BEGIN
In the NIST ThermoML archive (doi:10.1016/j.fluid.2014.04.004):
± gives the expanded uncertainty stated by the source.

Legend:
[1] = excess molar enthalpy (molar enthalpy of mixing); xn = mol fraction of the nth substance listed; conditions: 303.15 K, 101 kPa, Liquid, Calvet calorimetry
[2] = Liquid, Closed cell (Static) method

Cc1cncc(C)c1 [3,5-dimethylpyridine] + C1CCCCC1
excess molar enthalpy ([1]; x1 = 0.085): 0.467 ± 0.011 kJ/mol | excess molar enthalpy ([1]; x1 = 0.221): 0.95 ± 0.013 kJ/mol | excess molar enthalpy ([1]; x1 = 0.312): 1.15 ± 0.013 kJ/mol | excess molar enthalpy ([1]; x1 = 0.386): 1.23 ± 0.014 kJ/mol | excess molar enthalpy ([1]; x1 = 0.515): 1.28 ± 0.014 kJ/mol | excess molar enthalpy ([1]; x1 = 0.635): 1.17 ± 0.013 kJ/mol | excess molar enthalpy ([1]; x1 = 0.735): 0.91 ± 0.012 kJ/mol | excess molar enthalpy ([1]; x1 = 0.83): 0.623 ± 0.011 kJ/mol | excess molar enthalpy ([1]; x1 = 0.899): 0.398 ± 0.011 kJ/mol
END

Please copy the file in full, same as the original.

In the NIST ThermoML archive (doi:10.1016/j.fluid.2014.04.004):
± gives the expanded uncertainty stated by the source.

Legend:
[1] = excess molar enthalpy (molar enthalpy of mixing); xn = mol fraction of the nth substance listed; conditions: 303.15 K, 101 kPa, Liquid, Calvet calorimetry
[2] = Liquid, Closed cell (Static) method

Cc1cncc(C)c1 [3,5-dimethylpyridine] + C1CCCCC1
excess molar enthalpy ([1]; x1 = 0.085): 0.467 ± 0.011 kJ/mol | excess molar enthalpy ([1]; x1 = 0.221): 0.95 ± 0.013 kJ/mol | excess molar enthalpy ([1]; x1 = 0.312): 1.15 ± 0.013 kJ/mol | excess molar enthalpy ([1]; x1 = 0.386): 1.23 ± 0.014 kJ/mol | excess molar enthalpy ([1]; x1 = 0.515): 1.28 ± 0.014 kJ/mol | excess molar enthalpy ([1]; x1 = 0.635): 1.17 ± 0.013 kJ/mol | excess molar enthalpy ([1]; x1 = 0.735): 0.91 ± 0.012 kJ/mol | excess molar enthalpy ([1]; x1 = 0.83): 0.623 ± 0.011 kJ/mol | excess molar enthalpy ([1]; x1 = 0.899): 0.398 ± 0.011 kJ/mol